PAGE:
Radiative transfer simulations at the Finnish Meteorological Institute (FMI) are expected to improve satellite remote sensing of carbon dioxide and therefore advance the study of the carbon cycle in the Arctic regions. The simulations support the planning of the European CO2M satellite mission.
Doctoral researcher Antti Mikkonen at the Finnish Meteorological Institute devised a mathematical description of snow surface reflectance in the infrared region based on snow reflectivity measurements carried out by Jouni Peltoniemi from the Finnish Geospatial Research Institute. As part of this research, Mikkonen developed a new simulation model for atmospheric infrared radiation that also accounts for polarization. Infrared radiation, like other kinds of electromagnetic radiation, propagates in the form of waves; the perpendicular direction of this wave motion is called polarization.
“Many previous simulators do not consider polarization, and in that case you lose part of the information in the satellite observations,” Mikkonen explained.
“When analyzing the simulated satellite observations we found that by viewing the reflected solar image on the snow surface, the satellite can receive up to five times greater signal compared with the traditional observation mode, where the satellite is viewing directly downward from the orbit. This finding enables the re-examination of existing observations of NASA’s OCO-2 satellite and supports the preparations of the European greenhouse gas monitoring satellite mission CO2M.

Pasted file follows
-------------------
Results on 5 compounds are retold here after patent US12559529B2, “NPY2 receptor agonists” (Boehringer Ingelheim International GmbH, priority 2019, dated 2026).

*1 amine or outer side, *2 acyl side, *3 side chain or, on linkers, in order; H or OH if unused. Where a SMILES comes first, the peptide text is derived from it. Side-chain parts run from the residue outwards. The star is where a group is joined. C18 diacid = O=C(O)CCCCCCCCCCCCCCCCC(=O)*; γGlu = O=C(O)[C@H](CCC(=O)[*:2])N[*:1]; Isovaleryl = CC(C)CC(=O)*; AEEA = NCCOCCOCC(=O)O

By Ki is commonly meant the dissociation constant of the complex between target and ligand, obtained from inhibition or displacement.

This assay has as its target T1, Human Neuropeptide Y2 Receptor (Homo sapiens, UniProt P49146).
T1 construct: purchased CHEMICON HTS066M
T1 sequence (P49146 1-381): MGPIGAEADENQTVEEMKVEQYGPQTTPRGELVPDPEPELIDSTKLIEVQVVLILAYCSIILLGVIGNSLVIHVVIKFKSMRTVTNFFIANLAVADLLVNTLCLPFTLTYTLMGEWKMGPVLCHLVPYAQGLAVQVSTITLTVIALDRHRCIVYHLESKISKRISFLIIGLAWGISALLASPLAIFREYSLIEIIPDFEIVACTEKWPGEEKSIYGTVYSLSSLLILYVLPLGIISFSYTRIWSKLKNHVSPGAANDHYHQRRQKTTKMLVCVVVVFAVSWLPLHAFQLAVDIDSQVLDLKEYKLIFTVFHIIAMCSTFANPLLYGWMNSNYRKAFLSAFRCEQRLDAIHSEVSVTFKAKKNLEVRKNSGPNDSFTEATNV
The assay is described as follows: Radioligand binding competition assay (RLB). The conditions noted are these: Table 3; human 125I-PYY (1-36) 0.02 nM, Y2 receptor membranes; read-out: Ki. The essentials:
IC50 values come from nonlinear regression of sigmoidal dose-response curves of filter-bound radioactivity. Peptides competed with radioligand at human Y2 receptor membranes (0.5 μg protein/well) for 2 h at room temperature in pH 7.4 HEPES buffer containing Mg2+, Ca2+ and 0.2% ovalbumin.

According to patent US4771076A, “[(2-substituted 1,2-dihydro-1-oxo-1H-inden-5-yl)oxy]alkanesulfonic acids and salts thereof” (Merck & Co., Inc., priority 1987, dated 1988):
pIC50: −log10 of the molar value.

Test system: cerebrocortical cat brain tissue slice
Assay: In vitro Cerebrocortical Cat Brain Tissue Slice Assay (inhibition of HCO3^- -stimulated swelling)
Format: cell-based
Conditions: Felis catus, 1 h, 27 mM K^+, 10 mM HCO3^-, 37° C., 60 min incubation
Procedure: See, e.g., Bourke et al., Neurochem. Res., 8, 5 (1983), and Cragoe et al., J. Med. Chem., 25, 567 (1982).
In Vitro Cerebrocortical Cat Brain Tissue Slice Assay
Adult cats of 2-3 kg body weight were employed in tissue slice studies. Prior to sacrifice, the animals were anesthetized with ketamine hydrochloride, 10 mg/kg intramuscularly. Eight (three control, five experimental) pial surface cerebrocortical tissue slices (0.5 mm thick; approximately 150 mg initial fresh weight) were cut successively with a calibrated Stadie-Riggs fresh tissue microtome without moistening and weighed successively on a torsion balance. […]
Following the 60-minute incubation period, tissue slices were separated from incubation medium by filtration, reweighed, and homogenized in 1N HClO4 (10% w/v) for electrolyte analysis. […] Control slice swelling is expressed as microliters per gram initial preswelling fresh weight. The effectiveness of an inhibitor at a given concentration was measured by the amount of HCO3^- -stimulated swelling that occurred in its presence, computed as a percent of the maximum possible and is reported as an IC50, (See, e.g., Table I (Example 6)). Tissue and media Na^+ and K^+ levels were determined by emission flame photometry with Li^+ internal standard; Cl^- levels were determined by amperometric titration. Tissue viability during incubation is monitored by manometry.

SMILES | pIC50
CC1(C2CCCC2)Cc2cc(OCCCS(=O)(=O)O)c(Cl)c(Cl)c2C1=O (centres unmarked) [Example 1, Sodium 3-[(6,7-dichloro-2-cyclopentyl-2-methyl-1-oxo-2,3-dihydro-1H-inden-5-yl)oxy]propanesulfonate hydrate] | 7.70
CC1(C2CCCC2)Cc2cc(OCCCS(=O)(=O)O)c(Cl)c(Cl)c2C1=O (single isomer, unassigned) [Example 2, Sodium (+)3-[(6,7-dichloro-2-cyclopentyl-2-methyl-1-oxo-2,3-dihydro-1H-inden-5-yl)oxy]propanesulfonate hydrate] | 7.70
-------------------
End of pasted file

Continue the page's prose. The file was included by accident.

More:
According to the FMI, climate change warms the Arctic region four times more quickly than the rest of the world. Therefore, the organization found it particularly important to observe the sources and sinks of greenhouse gases and their feedback loops in the Arctic. Satellite observations are an efficient way to carry out repeated and comprehensive measurements all over the world. They are expected to be specifically useful in locations where capabilities for other kinds of measurements are limited. To understand the carbon cycle, observations throughout the year are found to be important.
Observing carbon dioxide from satellites is based on measuring infrared radiation, which originates from the sun and is reflected off the surface of Earth. To attain an adequate infrared signal, the surface of Earth needs to be reflective enough. Unlike in the visible region, where snow is extremely bright and reflects almost all of the incidental light, in the infrared region snow is very dark, which complicates the observations considerably.
The European Space Agency and the Academy of Finland funded this research, which is linked to the Academy of Finland’s Centre of Excellence in Inverse Modeling as well as the FAME and ACCC Flagships.
Read more of the latest satellite updates from the meteorological technology industry, here.